Contrary to the name suggests, Passive House standard is not just for Houses. Passive House standards are suitable for, and have many benefits, for commercial buildings.

A recent study by Exeter City Living found that with a 3% increase in build cost, huge savings in energy can be made across the lifetime of the building, crucially, with an increase in occupant comfort.  Their research showed that an existing Leisure Centre in Exeter had running costs of a whopping £500k/year, whereas a larger new build Passive House Leisure Centre had running costs of only £75k/year.

Passive House principles have most value in high energy use buildings: hotels, swimming pools / leisure centres, residential care & nursing homes, apartments, etc., but is suitable for most building types. Essentially, any building requiring good temperature control, with a warm & constant heat i.e. thermal comfort, will benefit from Passive House principles.  Which is most habitable buildings (houses, hotels, care homes, offices, leisure centres, schools etc).

As in Passive House standard homes; the benefits in commercial buildings are similar –

  • Lower energy costs i.e. lower energy bills, due to a ‘fabric first approach’ whilst utilizing solar gains.
  • No draughts, therefore lower energy costs and better thermal comfort, due to the airtightness (0.6 m3/h per m2).
  • Better air quality, due to the airtightness and MVHR (Mechanical Ventilation with Heat Recovery system); which is beneficial for the health and longevity of the building, but also for the occupants. Potentially, less sick days, better air quality for residents / those with respiratory issues.
  • Good quality of light, means that occupants enjoy working and living in the building (premium rent / maximum occupancy / occupants want to be in the building).
  • Less overheating. Passive House calculations ensure overheating is reduced to acceptable standards; which means occupants are thermally comfortable.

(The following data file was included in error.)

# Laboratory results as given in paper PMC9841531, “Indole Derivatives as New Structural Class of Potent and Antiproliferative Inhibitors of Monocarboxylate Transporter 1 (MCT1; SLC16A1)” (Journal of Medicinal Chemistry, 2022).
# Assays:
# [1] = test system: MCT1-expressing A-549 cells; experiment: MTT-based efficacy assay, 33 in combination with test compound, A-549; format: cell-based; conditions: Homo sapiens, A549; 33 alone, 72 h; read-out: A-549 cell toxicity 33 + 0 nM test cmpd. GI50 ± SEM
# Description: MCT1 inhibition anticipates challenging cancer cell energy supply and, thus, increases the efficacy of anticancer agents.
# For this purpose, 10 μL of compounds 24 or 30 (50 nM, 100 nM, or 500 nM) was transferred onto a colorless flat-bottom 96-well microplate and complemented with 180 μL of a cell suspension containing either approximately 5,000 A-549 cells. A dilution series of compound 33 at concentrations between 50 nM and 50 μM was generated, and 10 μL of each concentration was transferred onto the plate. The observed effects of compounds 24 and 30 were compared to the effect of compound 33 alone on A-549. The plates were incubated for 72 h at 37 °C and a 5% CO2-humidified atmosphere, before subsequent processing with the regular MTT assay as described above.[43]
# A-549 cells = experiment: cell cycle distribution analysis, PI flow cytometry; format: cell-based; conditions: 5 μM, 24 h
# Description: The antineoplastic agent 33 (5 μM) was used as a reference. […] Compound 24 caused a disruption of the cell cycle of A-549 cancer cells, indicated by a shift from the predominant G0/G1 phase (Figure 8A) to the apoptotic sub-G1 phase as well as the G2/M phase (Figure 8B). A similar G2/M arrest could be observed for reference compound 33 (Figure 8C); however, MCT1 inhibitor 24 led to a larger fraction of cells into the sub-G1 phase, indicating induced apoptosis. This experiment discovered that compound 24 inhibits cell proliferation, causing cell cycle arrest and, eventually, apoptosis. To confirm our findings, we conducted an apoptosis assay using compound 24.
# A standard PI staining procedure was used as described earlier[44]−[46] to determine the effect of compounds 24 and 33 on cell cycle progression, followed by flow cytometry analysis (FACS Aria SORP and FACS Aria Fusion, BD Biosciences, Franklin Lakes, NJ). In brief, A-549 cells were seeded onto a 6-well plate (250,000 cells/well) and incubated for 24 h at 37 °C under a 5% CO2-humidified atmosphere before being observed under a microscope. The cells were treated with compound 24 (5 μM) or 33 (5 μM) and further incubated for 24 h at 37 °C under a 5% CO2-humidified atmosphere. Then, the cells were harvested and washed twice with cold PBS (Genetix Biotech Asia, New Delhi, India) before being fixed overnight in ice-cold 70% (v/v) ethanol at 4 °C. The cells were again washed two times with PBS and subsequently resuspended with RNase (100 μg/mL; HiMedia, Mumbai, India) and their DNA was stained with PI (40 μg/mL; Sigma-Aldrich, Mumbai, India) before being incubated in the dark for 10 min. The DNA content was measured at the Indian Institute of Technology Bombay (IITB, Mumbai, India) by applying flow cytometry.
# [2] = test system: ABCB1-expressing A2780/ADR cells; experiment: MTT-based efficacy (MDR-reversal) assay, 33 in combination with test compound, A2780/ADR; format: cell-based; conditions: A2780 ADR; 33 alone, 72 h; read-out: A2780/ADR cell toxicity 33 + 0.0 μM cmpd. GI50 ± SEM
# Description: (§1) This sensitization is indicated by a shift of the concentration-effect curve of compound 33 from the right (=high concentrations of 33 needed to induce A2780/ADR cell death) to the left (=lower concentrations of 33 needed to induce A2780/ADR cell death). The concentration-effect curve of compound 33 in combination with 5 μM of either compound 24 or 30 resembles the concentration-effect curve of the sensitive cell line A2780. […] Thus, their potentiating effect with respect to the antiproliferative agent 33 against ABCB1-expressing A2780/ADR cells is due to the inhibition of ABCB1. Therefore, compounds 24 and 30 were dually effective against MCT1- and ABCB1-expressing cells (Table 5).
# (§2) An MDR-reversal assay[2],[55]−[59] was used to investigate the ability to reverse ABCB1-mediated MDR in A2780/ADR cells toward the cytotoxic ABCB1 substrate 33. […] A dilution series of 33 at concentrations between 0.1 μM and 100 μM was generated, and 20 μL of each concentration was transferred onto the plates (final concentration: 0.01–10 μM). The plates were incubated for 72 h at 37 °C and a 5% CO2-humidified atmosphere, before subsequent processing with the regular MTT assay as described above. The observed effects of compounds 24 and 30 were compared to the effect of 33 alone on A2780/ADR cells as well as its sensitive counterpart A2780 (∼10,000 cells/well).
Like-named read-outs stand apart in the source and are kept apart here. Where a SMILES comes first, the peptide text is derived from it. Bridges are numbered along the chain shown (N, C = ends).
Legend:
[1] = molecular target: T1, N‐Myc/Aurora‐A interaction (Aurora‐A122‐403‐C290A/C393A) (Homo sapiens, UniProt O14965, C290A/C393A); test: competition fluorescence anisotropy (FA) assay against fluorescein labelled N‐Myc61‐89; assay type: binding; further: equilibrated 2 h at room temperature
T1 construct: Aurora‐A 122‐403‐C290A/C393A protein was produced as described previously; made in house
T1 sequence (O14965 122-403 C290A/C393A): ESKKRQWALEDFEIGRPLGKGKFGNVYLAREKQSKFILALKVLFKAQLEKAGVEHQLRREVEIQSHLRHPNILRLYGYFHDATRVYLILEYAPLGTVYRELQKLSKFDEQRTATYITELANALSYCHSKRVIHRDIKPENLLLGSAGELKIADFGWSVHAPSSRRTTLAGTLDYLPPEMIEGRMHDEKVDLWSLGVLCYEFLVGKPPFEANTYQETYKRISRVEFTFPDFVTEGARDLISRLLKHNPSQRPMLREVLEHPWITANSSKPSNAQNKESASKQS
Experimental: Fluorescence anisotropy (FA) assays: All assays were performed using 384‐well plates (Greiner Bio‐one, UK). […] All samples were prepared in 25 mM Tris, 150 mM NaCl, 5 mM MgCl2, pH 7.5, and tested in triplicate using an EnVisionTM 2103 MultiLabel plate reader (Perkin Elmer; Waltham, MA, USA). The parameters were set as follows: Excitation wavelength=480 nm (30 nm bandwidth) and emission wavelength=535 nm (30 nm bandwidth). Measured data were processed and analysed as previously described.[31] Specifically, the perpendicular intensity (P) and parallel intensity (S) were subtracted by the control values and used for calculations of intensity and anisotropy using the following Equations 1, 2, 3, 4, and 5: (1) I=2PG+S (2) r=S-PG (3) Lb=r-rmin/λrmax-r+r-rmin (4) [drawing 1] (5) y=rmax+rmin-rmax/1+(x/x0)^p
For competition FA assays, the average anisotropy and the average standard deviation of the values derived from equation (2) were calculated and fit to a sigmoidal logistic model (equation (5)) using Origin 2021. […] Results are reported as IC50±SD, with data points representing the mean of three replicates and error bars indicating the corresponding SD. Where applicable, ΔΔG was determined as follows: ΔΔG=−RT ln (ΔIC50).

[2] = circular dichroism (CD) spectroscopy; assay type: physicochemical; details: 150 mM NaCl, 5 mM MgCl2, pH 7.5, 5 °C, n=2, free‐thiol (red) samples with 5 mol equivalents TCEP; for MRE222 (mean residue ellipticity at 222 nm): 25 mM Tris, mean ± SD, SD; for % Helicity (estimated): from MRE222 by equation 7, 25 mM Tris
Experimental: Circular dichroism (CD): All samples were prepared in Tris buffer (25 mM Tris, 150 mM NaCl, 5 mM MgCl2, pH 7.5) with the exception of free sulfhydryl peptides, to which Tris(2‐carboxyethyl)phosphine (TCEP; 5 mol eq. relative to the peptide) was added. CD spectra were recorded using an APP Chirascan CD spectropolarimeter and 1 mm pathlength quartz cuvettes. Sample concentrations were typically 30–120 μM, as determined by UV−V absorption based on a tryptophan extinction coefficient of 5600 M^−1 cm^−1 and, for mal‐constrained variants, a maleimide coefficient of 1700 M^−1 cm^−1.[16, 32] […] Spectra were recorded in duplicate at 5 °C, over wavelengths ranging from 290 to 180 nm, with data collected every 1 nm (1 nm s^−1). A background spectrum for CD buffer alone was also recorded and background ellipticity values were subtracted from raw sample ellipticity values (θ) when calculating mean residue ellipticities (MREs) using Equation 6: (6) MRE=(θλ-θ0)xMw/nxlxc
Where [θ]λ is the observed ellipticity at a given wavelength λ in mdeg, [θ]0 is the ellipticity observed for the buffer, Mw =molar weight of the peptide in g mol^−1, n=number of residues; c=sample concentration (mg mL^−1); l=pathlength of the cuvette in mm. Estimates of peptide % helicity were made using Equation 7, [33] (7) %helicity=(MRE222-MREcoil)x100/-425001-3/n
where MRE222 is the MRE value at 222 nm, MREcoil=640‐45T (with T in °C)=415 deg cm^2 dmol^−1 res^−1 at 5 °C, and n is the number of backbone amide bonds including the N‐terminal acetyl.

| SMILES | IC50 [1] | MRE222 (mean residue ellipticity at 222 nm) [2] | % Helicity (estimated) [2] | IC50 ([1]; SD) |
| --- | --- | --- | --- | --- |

• No performance gap. The calculated, predicted energy use is very close to the actual energy use of the building.
  • Standard of workmanship is excellent. The onus for Passive House certification is on the contractor to ensure documentation of build quality; therefore it is imperative for the contractor to ensure correct build and detailing, which ensures check mechanisms are in place for build quality

Exeter City Living have built various Passive House buildings:
“Back in 2008, I was looking to provide housing solutions in response to fuel poverty that was a very real issue for some within our city. Passivhaus buildings seemed the logical way to go – energy efficient, value for money over the longer terms and comfort for occupants. 12 years later, the success of this approach is apparent, with one of our residents regularly attesting to the fact she has never turned her heat on since she moved in”. Emma Osmundsen, Managing Director, Exeter City Living


  • Higher occupancy rates: if your building is rented, occupants are thermally comfortable, and energy bills are low, occupancy rates should be high.  This can apply to offices / apartments / or any rental space.
  • For owner/occupiers: low energy use means your initial outlay to build Passive standard will have a quick payback time.
  • Particularly important in buildings where the occupants do not pay for the energy / heat, eg hotels and care homes; where the heating is included in the price of the stay is the thermal comfort. Often, away from home, people will increase the temperature, as a luxury comfort. With Passive House buildings this is unlikely to impactful on the energy bills.

Value for developers who build to sell

  • There is a great marketing opportunity to those interested in buying; whether that is apartment owners, development houses, or offices.  The Passive House building they will purchase will be thermally comfortable, have great air quality, and with the low energy demands, the premium spent on the building will quickly pay for itself.
  • With so few developers building Passive House standard, raising the thermal comfort levels, and reducing energy costs for purchasers, there may be a premium on the sales price.